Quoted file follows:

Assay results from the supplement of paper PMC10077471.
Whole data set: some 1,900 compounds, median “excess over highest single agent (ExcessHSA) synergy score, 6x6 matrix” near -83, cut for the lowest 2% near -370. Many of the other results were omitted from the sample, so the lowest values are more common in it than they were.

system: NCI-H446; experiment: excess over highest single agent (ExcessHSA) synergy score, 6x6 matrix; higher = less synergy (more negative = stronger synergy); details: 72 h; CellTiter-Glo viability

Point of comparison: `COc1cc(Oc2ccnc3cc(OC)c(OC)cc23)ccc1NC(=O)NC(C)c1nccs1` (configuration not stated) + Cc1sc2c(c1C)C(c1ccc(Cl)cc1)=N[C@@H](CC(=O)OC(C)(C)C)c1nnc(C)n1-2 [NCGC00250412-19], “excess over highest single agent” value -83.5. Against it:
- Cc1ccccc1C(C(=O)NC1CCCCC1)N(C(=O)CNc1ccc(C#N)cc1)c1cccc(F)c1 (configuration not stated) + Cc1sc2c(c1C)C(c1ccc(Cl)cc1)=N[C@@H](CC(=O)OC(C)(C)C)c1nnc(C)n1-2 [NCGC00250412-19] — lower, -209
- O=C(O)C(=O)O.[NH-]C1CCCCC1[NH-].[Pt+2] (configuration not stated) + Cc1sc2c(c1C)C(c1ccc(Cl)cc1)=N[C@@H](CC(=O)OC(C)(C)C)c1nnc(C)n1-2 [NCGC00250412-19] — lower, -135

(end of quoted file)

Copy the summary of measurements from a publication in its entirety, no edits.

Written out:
Assay results from the supplement of paper PMC10077471.
Whole data set: some 1,900 compounds, median “excess over highest single agent (ExcessHSA) synergy score, 6x6 matrix” near -83, cut for the lowest 2% near -370. Many of the other results were omitted from the sample, so the lowest values are more common in it than they were.

system: NCI-H446; experiment: excess over highest single agent (ExcessHSA) synergy score, 6x6 matrix; higher = less synergy (more negative = stronger synergy); details: 72 h; CellTiter-Glo viability

Point of comparison: `COc1cc(Oc2ccnc3cc(OC)c(OC)cc23)ccc1NC(=O)NC(C)c1nccs1` (configuration not stated) + Cc1sc2c(c1C)C(c1ccc(Cl)cc1)=N[C@@H](CC(=O)OC(C)(C)C)c1nnc(C)n1-2 [NCGC00250412-19], “excess over highest single agent” value -83.5. Against it:
- Cc1ccccc1C(C(=O)NC1CCCCC1)N(C(=O)CNc1ccc(C#N)cc1)c1cccc(F)c1 (configuration not stated) + Cc1sc2c(c1C)C(c1ccc(Cl)cc1)=N[C@@H](CC(=O)OC(C)(C)C)c1nnc(C)n1-2 [NCGC00250412-19] — lower, -209
- O=C(O)C(=O)O.[NH-]C1CCCCC1[NH-].[Pt+2] (configuration not stated) + Cc1sc2c(c1C)C(c1ccc(Cl)cc1)=N[C@@H](CC(=O)OC(C)(C)C)c1nnc(C)n1-2 [NCGC00250412-19] — lower, -135